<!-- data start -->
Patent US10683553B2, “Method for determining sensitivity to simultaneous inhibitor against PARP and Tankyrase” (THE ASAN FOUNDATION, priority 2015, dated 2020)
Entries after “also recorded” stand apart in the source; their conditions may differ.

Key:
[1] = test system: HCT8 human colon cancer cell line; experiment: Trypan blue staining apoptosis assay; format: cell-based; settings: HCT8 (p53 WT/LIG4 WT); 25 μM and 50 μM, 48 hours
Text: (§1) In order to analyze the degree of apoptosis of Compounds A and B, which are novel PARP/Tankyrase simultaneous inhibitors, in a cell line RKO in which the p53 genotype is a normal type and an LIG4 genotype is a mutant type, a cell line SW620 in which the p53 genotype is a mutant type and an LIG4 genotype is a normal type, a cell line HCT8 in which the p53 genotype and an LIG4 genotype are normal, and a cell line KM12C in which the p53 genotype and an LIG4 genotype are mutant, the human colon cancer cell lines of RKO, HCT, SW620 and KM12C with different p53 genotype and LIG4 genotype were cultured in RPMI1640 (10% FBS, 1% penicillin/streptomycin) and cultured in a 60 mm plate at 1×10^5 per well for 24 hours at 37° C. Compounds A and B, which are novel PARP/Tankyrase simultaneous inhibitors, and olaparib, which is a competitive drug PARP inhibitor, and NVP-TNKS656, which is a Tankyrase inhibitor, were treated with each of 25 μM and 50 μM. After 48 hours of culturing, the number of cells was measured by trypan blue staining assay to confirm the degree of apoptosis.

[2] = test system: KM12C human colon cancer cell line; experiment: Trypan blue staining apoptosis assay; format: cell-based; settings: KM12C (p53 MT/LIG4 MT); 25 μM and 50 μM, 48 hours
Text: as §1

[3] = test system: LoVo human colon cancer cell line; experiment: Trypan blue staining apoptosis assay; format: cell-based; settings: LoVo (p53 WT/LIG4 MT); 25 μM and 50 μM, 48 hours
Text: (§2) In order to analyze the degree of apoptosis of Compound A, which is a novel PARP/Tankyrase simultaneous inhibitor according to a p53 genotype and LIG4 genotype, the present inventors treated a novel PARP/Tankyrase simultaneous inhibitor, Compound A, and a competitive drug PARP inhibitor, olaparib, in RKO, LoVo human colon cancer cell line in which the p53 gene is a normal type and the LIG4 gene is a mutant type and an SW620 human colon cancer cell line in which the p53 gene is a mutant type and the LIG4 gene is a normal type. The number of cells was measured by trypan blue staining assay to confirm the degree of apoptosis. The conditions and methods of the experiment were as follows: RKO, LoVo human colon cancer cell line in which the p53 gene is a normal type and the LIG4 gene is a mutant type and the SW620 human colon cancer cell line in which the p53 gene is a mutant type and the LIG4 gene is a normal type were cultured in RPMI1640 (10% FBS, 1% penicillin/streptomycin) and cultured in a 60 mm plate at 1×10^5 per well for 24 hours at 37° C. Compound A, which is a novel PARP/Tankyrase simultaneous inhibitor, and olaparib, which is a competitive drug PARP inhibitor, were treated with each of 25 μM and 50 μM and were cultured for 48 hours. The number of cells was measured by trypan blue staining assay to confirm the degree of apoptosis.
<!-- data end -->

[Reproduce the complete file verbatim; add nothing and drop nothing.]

Patent US10683553B2, “Method for determining sensitivity to simultaneous inhibitor against PARP and Tankyrase” (THE ASAN FOUNDATION, priority 2015, dated 2020)
Entries after “also recorded” stand apart in the source; their conditions may differ.

Key:
[1] = test system: HCT8 human colon cancer cell line; experiment: Trypan blue staining apoptosis assay; format: cell-based; settings: HCT8 (p53 WT/LIG4 WT); 25 μM and 50 μM, 48 hours
Text: (§1) In order to analyze the degree of apoptosis of Compounds A and B, which are novel PARP/Tankyrase simultaneous inhibitors, in a cell line RKO in which the p53 genotype is a normal type and an LIG4 genotype is a mutant type, a cell line SW620 in which the p53 genotype is a mutant type and an LIG4 genotype is a normal type, a cell line HCT8 in which the p53 genotype and an LIG4 genotype are normal, and a cell line KM12C in which the p53 genotype and an LIG4 genotype are mutant, the human colon cancer cell lines of RKO, HCT, SW620 and KM12C with different p53 genotype and LIG4 genotype were cultured in RPMI1640 (10% FBS, 1% penicillin/streptomycin) and cultured in a 60 mm plate at 1×10^5 per well for 24 hours at 37° C. Compounds A and B, which are novel PARP/Tankyrase simultaneous inhibitors, and olaparib, which is a competitive drug PARP inhibitor, and NVP-TNKS656, which is a Tankyrase inhibitor, were treated with each of 25 μM and 50 μM. After 48 hours of culturing, the number of cells was measured by trypan blue staining assay to confirm the degree of apoptosis.

[2] = test system: KM12C human colon cancer cell line; experiment: Trypan blue staining apoptosis assay; format: cell-based; settings: KM12C (p53 MT/LIG4 MT); 25 μM and 50 μM, 48 hours
Text: as §1

[3] = test system: LoVo human colon cancer cell line; experiment: Trypan blue staining apoptosis assay; format: cell-based; settings: LoVo (p53 WT/LIG4 MT); 25 μM and 50 μM, 48 hours
Text: (§2) In order to analyze the degree of apoptosis of Compound A, which is a novel PARP/Tankyrase simultaneous inhibitor according to a p53 genotype and LIG4 genotype, the present inventors treated a novel PARP/Tankyrase simultaneous inhibitor, Compound A, and a competitive drug PARP inhibitor, olaparib, in RKO, LoVo human colon cancer cell line in which the p53 gene is a normal type and the LIG4 gene is a mutant type and an SW620 human colon cancer cell line in which the p53 gene is a mutant type and the LIG4 gene is a normal type. The number of cells was measured by trypan blue staining assay to confirm the degree of apoptosis. The conditions and methods of the experiment were as follows: RKO, LoVo human colon cancer cell line in which the p53 gene is a normal type and the LIG4 gene is a mutant type and the SW620 human colon cancer cell line in which the p53 gene is a mutant type and the LIG4 gene is a normal type were cultured in RPMI1640 (10% FBS, 1% penicillin/streptomycin) and cultured in a 60 mm plate at 1×10^5 per well for 24 hours at 37° C. Compound A, which is a novel PARP/Tankyrase simultaneous inhibitor, and olaparib, which is a competitive drug PARP inhibitor, were treated with each of 25 μM and 50 μM and were cultured for 48 hours. The number of cells was measured by trypan blue staining assay to confirm the degree of apoptosis.